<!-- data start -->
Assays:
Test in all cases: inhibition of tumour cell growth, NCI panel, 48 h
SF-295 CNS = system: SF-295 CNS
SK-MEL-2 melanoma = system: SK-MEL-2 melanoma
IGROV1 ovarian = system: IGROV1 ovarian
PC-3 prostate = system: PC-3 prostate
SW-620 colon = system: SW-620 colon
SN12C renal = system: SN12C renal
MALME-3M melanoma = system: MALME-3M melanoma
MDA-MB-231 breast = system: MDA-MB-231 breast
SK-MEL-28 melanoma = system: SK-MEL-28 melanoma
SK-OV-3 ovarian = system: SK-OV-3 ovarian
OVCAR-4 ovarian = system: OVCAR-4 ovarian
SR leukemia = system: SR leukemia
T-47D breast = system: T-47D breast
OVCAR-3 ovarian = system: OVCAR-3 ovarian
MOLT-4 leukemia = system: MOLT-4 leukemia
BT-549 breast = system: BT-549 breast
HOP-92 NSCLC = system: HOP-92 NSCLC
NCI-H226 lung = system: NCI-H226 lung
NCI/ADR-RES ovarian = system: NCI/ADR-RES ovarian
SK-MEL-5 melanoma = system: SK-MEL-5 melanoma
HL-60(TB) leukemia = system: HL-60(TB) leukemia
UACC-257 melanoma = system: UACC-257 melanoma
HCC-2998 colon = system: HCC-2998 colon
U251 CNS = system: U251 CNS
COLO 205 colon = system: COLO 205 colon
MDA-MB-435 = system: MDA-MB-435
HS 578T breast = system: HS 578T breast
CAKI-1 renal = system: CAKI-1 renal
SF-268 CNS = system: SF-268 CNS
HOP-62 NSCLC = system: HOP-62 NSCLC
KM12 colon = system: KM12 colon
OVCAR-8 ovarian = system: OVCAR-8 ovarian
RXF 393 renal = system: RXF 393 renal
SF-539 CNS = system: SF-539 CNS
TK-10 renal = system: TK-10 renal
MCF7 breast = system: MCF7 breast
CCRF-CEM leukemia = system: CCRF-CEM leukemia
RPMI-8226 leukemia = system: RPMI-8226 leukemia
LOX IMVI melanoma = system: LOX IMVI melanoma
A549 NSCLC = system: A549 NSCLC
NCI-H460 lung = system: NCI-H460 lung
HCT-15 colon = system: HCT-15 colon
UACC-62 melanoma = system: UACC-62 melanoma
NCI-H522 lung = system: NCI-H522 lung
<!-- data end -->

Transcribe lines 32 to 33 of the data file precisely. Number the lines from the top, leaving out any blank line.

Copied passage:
HOP-62 NSCLC = system: HOP-62 NSCLC
KM12 colon = system: KM12 colon